24. Narrative Definition “Showing how We Care: Doing more to benefit people, pigs, and the environment (planet)” Healthy pigs produce healthy pork for consumers. Our We Care℠ principles provide standards and training programs that help responsible farmers succeed by doing the right thing for people, pigs, and the environment. We invite you to join us in our commitment to the following values: – Protecting public health through a commitment to farm and food safety; – Protecting & promoting animal well-being with farmer-led standards and training programs; – Safeguarding natural resources in all of our practices through our Four Pillars of Environmental Sustainability; – Improving the work environment and best practices through continuous research and education; and – Contributing to a better quality of life in our communities.

25. Key Performance Indicators (KPI’s) • Human Health & Safety • Animal Care & Welfare • Environmental Stewardship • Economic Integrity 26

26. Key Performance Indicators (KPI) & Metrics Human Health & Safety Animal Care & Welfare Environmental Stewardship Economic Integrity Employee Relations PQA+/TQA Air Quality Community & Neighbor Relations Employee Retention Energy Use Community Economic Benefit Employee Safety & Health GHG Emissions Consumer Confidence Food Safety Land Use Product Quality Biosecurity Nutrient Management Production Efficiency Food Security Water Use Profitability Product Integrity Water Quality Value Chain Collaboration

27. Metrics Points Under Development • SMART (specific, measureable, achievable, relevant, & time bound) • Science-based & technology neutral • Outcome-based & only practice-based if measurement of outcomes is impractical • Non-prescriptive & flexible toward practices • Cost implications & savings opportunities are considered • Useful to producers and stakeholders • Producers can benchmark and compare operations 28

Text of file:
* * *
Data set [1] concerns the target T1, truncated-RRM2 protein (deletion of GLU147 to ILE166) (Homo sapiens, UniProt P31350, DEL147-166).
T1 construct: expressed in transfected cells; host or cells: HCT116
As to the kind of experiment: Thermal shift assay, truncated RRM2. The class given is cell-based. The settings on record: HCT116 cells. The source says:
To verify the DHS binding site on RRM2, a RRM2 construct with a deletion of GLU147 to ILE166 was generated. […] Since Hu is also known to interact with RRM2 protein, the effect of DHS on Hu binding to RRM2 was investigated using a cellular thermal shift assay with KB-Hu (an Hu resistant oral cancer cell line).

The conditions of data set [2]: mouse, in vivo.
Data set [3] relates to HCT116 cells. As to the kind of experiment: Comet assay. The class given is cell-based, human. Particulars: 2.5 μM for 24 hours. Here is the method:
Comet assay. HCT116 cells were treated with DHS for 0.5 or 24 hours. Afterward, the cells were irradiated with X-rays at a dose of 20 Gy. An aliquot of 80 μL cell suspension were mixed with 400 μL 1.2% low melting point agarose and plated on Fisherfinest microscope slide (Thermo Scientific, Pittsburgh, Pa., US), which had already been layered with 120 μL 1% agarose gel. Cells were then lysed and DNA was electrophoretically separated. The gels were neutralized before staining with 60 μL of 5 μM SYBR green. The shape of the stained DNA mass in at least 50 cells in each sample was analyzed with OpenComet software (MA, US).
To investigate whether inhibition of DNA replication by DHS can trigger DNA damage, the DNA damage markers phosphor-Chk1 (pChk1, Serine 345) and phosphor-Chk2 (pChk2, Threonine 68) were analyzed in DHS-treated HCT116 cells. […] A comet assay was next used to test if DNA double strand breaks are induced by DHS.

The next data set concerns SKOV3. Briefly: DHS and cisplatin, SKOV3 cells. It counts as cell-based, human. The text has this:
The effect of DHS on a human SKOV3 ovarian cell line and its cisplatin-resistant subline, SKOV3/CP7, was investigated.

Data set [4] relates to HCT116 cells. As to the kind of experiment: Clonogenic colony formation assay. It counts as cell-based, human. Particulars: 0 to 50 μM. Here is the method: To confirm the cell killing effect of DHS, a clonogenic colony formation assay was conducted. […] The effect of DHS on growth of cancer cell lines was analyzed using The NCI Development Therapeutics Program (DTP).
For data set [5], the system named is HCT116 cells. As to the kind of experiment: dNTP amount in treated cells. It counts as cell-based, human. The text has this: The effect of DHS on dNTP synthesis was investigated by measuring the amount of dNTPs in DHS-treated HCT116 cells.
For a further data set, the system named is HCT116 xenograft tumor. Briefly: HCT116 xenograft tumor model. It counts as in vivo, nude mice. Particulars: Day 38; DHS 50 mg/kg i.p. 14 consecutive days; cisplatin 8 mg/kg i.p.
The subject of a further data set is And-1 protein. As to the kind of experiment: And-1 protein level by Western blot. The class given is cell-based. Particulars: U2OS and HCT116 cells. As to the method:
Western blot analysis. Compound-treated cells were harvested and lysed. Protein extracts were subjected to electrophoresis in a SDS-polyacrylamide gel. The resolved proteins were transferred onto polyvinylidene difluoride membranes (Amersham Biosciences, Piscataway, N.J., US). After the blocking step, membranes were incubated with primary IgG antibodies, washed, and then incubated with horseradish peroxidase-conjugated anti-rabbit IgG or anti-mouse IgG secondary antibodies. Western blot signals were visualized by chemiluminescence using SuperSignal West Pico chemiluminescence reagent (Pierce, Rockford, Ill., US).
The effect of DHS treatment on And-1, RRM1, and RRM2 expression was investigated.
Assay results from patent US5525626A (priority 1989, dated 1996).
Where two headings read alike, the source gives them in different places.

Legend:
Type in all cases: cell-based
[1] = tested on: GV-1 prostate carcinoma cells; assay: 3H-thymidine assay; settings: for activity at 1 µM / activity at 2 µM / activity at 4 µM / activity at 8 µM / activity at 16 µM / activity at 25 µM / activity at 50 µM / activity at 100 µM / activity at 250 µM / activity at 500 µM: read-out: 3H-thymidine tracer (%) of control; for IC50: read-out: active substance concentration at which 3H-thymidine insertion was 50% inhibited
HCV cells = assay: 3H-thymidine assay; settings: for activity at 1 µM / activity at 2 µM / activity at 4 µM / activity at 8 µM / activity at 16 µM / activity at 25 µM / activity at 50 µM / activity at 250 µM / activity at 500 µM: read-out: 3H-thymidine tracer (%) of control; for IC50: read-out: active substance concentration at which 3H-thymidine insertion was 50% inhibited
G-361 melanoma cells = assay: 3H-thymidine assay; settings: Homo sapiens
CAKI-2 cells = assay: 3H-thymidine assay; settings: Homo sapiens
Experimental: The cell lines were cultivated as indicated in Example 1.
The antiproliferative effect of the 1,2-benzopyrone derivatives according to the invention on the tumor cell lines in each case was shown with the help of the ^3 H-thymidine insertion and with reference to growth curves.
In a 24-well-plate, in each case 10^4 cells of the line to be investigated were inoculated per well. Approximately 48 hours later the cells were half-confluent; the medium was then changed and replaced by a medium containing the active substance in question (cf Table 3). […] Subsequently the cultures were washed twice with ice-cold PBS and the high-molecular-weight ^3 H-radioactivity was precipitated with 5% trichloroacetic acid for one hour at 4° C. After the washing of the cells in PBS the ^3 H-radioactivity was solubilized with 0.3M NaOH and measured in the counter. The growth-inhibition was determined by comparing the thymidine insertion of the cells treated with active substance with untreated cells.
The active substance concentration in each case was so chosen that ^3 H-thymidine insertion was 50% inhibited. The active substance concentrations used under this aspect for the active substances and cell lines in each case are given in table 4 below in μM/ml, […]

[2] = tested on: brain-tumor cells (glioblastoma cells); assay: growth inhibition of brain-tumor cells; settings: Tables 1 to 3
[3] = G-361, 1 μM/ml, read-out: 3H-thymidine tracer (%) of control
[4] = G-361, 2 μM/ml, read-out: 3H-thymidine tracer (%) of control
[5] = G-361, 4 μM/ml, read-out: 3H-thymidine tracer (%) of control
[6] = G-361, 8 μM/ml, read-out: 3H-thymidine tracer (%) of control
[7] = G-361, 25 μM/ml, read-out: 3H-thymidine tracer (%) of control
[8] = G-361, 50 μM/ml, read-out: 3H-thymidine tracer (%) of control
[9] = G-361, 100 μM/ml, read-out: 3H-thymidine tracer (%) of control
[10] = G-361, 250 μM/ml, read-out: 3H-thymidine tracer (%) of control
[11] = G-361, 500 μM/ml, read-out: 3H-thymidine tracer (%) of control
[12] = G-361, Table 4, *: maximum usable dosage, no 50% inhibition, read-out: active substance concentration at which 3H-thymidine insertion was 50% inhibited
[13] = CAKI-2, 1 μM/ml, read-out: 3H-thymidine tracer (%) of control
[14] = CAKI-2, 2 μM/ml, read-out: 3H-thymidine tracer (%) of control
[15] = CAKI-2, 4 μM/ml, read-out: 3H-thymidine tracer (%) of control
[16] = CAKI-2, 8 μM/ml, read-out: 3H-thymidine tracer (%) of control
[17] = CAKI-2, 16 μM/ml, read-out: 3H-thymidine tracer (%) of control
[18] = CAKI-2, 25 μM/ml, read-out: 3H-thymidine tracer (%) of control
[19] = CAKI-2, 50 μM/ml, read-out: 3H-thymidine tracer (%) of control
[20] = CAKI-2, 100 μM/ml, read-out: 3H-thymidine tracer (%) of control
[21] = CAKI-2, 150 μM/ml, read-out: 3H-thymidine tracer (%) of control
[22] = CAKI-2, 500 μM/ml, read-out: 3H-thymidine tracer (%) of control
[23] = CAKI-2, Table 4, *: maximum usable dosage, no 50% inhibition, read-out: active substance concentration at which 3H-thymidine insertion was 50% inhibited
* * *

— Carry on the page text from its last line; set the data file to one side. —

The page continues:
28. KPI Metric Points - Human Health & Safety • Days Away, Restricted or Transferred (DART) • Worker Injury Incidence Rate • Workers Compensation Costs – Per Employee & – Per Pig Raised • Violative Residues In Market Hogs – Sow/boars & roaster pigs • Medication & Treatment Records – Measuring producers who have medication & treatment records 29

29. KPI Metric Points - Animal Welfare • Caretaker Training – Caretakers able to articulate or demonstrate training specific to their daily duties – All caretakers PQA Plus Certified within 6 months of hire and maintain certification while employed – Caretakers responsible for euthanasia have documented training & familiar with site euthanasia plan • Timely Euthanasia – Animals are euthanized in timely manner as defined in common audit standard • Welfare Audit Scores – Total animal welfare score on common industry audit 30

30. KPI Metric Points - Environmental Stewardship • Carbon Footprint – Lb. CO2e/Lb. live weight at farm gate • Water Use Footprint – Gal./Lb. live weight at farm gate • Land Use Footprint – Acre/Lb. live weight at farm gate • Energy Use – Purchased on-farm barn electricity & gas use/Lb. live weight 31

31. KPI Metric Points - Economic Integrity • Sow Lifetime Productivity – Pigs Per Productive Sow Lifetime • Mortality Rate – Pre-weaning, nursery & grow finish • Grow Finish Caloric Efficiency – Calories/Lb. of gain • Assess Consumer Perceptions & Attitudes Toward Pork – Annual tracking study • Increase Pork's U.S. Market Share vs Beef & Chicken – Increase Pork's Market Share of Real Per Capita Expenditures in U.S. 32

32. Sustainable Pork Framework • Define “Sustainability” • Define Key Performance Indicators (KPI) • Define critical impact metrics for each KPI • Benchmark performance for each metric • Develop and adopt goals for improvement across each metric • Measure each metric using best scientific methods at prescribed frequencies • Implement improvement strategies • Report results • Adjust and adapt practices as necessary

33. Questions? 34